In the summer of 2016 after James Comey announced that he would be investigating Hillary Clinton and Donald Trump said he would welcome help from the Russians in finding Clinton’s emails, the Steiny Road Poet had dinner with two new friends. What we three had in common was an acute sense of loss—we each had lost our spouses within the last year and we were worried that Clinton would lose to one of the most unlikely Republican nominees ever advanced by the GOP. In the dusky light of the quiet restaurant we were enjoying, we three pledged that if Trump won, we would have to leave the United States. Yes, move to another country. Even then, we believed that our democracy would be endangered by this disreputable businessman who had made himself a vindictive tv celebrity.
Steiny did not move to another country and neither did her friends. Steiny got active in helping elect Democrats to the House of Representatives. However, the fear that things could get worse looms large.
Steiny just finished reading Daniel Mendelsohn’s Holocaust book The Lost: A search for Six of Six Million. While the book was first published in 2007, the story of Mendelsohn’s investigative search for what happened to his maternal uncle and aunt and their four daughters in World War II has currency in today’s climate of disrespect for the US Constitution, the Republican preference to appease a president who thinks he is above the law, the Republicans who kowtow to the wealthiest one percent and Trump’s base, Trump’s love of strongmen—especially Russian President Vladimir Putin, Trump’s embrace of White Nationalism, and the alarming rise in anti-Semitism.
The aspect of Mendelsohn’s book that particularly grips Steiny is the theme of what happens when a person cannot let go of a toxic place. In the case of Mendelsohn’s Uncle Shmiel Jager, here was a man who came to the United States to emigrate along with some of his siblings but decided to go back to the family village in East Poland and make a life there. At that time between the worldwide wars, in his village of Bolechow, Jews, Poles, and Ukraines lived together harmoniously. However, this polite peace turned out to be a delicate balance somewhat like what has been revealed in the US with the rise of White Nationalism and anti-Semitism. To his uncle’s story, Mendelsohn applies the biblical story of Lot’s wife at the fall of Sodom and Gomorrah. Lot’s wife (never given her own name) and her family are told not to look back. She does and she turns into a pillar of salt which Mendelsohn
says describes not a punishment but her state of irreconcilable grief. The salt comes from her tears.
In The Making of Americans: Being a History of a Family's Progress, Gertrude Stein depicts a personal family story that is similar to Uncle Shmiel’s story. Both men of the Jager and Hersland (Stein’s family in her novel) families are butchers, who have at one time or another the opportunity to emigrate to the United States. Jager tries it out but decides he will be better off back in Poland. Hersland, succoming to his wife’s large ambition to be rich and make a better life for themselves and their children, sells his butcher shop but hops off the wagon taking the family west to run back and see the village they are leaving. However, Hersland’s wife stops the wagon and coaxes the husband to come with the family. The difference in who survives is that logic is thrown out the window in Stein’s story. There is no guarantee that the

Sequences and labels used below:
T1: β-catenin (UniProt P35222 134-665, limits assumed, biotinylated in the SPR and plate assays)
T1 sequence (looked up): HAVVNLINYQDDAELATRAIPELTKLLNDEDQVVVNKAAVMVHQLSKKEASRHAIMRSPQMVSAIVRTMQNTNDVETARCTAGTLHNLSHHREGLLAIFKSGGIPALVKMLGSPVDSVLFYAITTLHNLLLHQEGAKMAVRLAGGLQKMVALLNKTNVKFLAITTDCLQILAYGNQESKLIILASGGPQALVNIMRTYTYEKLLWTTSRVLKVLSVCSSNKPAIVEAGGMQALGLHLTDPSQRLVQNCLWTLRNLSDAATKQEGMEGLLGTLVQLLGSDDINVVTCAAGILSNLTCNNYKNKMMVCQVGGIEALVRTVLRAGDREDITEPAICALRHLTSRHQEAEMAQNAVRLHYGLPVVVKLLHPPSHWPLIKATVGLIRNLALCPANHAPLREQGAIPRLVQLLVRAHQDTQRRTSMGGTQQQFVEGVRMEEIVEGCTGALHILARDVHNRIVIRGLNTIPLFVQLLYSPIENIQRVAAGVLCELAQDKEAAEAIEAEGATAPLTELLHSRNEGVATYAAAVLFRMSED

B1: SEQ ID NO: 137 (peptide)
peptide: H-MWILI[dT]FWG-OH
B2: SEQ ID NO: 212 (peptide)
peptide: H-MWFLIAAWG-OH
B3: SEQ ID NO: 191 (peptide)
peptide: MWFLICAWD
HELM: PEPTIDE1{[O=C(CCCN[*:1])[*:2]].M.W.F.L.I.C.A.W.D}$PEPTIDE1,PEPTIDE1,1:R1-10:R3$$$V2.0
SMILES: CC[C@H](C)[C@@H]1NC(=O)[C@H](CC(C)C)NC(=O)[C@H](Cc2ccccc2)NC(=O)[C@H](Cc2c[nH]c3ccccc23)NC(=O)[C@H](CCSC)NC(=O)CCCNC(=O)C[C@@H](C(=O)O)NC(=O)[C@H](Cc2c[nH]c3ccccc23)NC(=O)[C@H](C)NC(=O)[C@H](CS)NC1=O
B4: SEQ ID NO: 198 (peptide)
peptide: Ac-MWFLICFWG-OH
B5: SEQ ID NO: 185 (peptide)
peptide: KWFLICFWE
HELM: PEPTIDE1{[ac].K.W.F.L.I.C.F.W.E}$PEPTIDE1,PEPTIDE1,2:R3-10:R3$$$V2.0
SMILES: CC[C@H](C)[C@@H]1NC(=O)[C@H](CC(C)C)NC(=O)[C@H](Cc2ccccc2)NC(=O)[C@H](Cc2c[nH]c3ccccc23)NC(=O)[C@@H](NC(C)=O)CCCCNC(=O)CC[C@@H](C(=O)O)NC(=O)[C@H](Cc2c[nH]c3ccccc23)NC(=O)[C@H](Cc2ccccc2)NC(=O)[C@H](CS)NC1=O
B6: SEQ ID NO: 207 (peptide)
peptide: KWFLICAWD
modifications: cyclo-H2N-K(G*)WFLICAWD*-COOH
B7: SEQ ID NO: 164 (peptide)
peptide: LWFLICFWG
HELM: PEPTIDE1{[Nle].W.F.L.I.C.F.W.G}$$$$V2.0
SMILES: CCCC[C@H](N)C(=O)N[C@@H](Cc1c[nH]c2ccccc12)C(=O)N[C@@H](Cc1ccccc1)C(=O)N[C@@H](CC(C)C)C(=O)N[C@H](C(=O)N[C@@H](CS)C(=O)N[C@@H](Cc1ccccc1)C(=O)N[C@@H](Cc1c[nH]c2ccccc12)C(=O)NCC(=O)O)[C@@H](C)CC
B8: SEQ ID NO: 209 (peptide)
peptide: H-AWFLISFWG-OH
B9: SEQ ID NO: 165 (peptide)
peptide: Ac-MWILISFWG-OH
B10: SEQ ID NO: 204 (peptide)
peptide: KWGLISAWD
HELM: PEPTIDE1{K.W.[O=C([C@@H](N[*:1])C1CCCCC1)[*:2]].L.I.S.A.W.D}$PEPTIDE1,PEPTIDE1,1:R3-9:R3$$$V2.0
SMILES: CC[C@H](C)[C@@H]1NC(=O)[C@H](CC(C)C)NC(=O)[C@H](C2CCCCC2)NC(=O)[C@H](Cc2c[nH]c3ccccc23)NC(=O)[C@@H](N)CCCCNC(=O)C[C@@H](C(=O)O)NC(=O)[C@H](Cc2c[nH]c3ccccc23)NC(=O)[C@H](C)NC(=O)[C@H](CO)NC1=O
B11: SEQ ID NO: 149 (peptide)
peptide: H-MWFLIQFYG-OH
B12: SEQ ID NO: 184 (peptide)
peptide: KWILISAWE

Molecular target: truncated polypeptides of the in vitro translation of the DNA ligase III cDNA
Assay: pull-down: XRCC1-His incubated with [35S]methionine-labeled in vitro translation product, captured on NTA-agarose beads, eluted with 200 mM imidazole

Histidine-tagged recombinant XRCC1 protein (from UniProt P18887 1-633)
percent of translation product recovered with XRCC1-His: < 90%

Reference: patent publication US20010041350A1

Herslands will flourish in America. As in the annihilation story of Sodom and Gomorrah, Lot and his children survive because they follow God’s instruction, a clear case of belief versus logic. After all, why should Lot’s wife believe that her home will be destroyed?
On December 12, 2019, Trump signed an Executive Order to ostensibly stop anti-Semitism in the halls of higher education. The order mandates that US government departments enforcing Title VI of the Civil Rights Act of 1964 to adopt the International Holocaust Remembrance Alliance (IHRA) definition of antisemitism. It’s a long list of items that includes terrorism against Jews, especially because they support Israel, and denying that the Holocaust of WWII ever happened. Because Title VI does not address religious discrimination, this executive order suggests that Title VI can be applied to Jews who are all connected as a people to Israel. Title VI prohibits discrimination on the basis of race, color or national origin under any program or activity receiving federal financial assistance.
While critics say this order will have a chilling effect on free speech and particularly targets Palestinians, Steiny sees this as perverse act that singles out Jews and will increase anti-Semitism. Steiny also thinks this is Trump, who never speaks against White Nationalists, lending support to strongman Israeli Prime Minister Benjamin Netanyahu. The Jews who swear never again to Holocaust, well, some of them are supporting Mr. Trump who often speaks against Jews. Let’s not kid ourselves, strongmen around the globe continue to kill off whole communities of people who are not like the ruling party.
The nature of evil comes cloaked in many disguises. Steiny knows that there are many well educated and religious people both of upper and lower economic circumstances who support Donald Trump no matter what he does or says. Logic and truth do not play in the blind faith to this president who invites foreign powers to interfere with our elections and to breach our Constitution. Steiny struggles now with these questions. Will it be possible to elect a Democrat president if foreign influence has overtaken our election process again? Is there time to influence Senate elections to break the Republican hold on that branch of our government? Or has it come to this—is it time to vacate America before the salt of our grief poisons the land we call home?